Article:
This is a classic narcissistic abuse tactic. Gaslighting is when someone tries to alter your sense of reality. It is a form of manipulation to force you to not trust yourself and get you to believe your reality is the falsified version being told to you. You begin to believe their lies. We had no other choice but to believe them, as they were our authority figures, our parental role models, they were all we ever knew. They were supposed to love us and care for us, but they chose to alter our reality to fit their narrative.
When you are gaslit, you are often left feeling confused. The victims reality is denied. The victim may have spoken up about something and then they were shut down when the narcissist says, “I never said that. You’re remembering wrong.” Or “It was just a joke. You can never take a joke.” Or the narcissist may insult their victim and say, "you’re crazy", "you’re too sensitive", "too emotional", "you’re a drama Queen", or other negative adjective. This gaslighting that we hear from a narcissistic parent unfortunately embeds itself into our minds and we begin to self gaslight as a result of the continuous emotional abuse.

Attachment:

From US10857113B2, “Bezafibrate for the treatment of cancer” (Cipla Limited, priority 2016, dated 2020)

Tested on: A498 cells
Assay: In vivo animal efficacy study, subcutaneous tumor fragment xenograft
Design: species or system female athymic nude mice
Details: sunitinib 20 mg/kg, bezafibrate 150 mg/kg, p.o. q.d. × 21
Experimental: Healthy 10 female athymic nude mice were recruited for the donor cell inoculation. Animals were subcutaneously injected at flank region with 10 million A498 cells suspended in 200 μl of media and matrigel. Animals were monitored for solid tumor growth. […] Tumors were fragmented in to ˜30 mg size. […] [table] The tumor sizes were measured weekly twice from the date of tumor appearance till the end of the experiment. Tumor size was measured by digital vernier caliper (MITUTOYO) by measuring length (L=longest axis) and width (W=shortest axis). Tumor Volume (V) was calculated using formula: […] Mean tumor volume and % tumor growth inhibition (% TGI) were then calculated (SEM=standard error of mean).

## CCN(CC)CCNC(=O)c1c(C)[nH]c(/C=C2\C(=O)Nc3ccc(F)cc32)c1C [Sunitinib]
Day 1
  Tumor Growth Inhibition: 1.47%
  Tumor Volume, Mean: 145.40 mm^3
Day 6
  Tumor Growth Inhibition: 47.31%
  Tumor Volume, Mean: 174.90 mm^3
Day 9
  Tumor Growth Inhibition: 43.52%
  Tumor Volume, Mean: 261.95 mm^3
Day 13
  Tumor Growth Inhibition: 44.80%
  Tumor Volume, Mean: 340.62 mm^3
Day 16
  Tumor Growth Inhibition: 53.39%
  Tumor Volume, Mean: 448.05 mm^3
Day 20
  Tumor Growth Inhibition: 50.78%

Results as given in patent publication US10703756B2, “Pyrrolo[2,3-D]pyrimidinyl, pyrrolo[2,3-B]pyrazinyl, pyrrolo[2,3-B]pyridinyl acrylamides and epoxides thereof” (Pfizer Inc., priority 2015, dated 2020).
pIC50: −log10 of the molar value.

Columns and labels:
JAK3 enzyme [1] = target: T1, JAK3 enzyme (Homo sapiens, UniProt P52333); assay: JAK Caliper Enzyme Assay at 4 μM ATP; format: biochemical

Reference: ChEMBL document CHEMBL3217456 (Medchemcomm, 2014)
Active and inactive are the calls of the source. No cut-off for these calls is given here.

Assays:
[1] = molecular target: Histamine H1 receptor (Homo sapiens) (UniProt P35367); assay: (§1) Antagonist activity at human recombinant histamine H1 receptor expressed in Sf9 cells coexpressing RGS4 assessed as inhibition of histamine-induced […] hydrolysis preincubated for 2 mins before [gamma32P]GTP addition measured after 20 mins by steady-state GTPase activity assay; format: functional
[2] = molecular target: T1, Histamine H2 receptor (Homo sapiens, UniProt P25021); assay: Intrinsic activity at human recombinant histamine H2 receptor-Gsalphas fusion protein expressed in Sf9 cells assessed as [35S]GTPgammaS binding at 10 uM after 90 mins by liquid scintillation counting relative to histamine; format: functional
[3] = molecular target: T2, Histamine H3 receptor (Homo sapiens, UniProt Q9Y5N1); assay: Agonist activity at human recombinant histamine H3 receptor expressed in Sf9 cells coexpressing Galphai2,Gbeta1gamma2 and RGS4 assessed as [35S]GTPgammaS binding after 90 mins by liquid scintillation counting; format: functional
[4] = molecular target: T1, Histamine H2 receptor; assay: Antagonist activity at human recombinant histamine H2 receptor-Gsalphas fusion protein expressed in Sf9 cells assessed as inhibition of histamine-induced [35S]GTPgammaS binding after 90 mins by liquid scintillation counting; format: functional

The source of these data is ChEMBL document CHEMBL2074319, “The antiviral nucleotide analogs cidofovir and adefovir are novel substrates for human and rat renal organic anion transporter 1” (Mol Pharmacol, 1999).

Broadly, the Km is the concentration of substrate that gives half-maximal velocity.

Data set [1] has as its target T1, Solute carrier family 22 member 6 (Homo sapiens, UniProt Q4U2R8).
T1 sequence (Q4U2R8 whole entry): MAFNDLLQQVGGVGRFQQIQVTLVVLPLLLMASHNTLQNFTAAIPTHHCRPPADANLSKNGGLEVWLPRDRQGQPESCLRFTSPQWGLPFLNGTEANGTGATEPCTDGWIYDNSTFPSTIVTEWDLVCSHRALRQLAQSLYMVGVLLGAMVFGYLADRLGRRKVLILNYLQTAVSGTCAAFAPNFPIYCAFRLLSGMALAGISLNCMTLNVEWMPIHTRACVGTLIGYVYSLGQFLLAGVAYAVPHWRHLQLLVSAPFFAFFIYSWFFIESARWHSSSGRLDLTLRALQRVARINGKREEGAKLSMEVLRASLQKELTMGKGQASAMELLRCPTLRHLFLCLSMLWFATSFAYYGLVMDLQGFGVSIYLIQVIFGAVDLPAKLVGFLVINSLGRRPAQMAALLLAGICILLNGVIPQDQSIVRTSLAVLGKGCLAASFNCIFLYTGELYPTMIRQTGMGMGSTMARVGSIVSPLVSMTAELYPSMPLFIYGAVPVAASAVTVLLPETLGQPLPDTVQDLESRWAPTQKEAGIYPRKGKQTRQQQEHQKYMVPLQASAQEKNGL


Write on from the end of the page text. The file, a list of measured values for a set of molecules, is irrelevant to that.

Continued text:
They are competitive
Narcissistic parents compete with their children. A narcissistic parent - especially mothers to their daughters - will compete with their children in looks. A narcissist can start to feel insecure when their growing child begins to look more mature and like an adult. Looks mean a lot to a narcissist, and if a narcissist is aging, they feel the need to compete with their children’s youth.
A narcissistic parent can also compete with their children by “one upping” them. The narcissistic parent may compare their accomplishments to their child like, “I could already do that when I was younger than you. Why can’t you do it?” Or the narcissistic parent can pit the siblings against one other by comparing their accomplishments.
Pitting children against each other (Triangulation)
Narcissists will triangulate children so that they will have ostracized one child out of the family loop. The narcissist will tell their children lies about one another and cause a division between them. A narcissist cannot stand peace in the family. They want to divide and concur.
When siblings in the narcissistic family dynamic are divided, there is more control from the narcissist. The narcissist can manipulate them by using smear campaigns, which are lies spread about the children to influence and ruin the reputation of the child to someone else, to gain the upper hand. Once the narcissist has the upper hand, the golden child sibling will side with the narcissist, and the scapegoat will be left out. The lack of connection between siblings makes it harder for everyone to discover the toxic dynamic. The narcissist looks like the hero in this case to the golden child, and then the golden child builds hate for the scapegoat.